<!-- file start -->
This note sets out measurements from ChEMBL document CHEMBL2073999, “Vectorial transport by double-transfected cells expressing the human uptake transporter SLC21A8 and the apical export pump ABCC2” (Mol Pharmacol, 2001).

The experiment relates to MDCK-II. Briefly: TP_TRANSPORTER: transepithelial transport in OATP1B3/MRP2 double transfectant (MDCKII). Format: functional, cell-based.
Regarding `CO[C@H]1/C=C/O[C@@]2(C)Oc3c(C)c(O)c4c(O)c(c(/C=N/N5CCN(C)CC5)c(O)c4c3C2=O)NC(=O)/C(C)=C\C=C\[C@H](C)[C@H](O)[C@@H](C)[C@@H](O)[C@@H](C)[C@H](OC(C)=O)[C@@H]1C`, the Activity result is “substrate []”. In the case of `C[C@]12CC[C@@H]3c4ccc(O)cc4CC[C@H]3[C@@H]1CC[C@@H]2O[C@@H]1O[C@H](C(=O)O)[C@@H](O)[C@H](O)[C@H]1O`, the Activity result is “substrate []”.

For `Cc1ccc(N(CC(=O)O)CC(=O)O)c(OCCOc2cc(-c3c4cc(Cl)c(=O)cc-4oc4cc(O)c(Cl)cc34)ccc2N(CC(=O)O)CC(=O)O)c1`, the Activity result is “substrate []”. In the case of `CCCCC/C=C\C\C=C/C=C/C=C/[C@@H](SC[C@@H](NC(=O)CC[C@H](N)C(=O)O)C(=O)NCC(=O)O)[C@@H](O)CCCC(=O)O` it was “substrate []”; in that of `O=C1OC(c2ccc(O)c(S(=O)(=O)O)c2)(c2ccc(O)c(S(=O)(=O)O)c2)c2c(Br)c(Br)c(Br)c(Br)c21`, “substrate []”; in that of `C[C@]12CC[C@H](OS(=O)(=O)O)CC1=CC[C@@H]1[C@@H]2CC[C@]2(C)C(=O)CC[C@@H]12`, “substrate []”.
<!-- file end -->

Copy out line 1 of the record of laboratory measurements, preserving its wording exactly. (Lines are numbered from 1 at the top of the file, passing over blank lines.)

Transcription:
This note sets out measurements from ChEMBL document CHEMBL2073999, “Vectorial transport by double-transfected cells expressing the human uptake transporter SLC21A8 and the apical export pump ABCC2” (Mol Pharmacol, 2001).